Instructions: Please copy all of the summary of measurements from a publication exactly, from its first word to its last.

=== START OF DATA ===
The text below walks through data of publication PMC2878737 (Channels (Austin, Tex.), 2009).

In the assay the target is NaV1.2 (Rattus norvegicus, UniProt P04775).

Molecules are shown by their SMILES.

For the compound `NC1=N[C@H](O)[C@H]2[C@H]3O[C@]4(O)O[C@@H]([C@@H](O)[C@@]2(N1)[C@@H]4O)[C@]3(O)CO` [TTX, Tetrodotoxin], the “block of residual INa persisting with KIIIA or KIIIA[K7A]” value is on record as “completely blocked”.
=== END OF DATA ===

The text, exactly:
The text below walks through data of publication PMC2878737 (Channels (Austin, Tex.), 2009).

In the assay the target is NaV1.2 (Rattus norvegicus, UniProt P04775).

Molecules are shown by their SMILES.

For the compound `NC1=N[C@H](O)[C@H]2[C@H]3O[C@]4(O)O[C@@H]([C@@H](O)[C@@]2(N1)[C@@H]4O)[C@]3(O)CO` [TTX, Tetrodotoxin], the “block of residual INa persisting with KIIIA or KIIIA[K7A]” value is on record as “completely blocked”.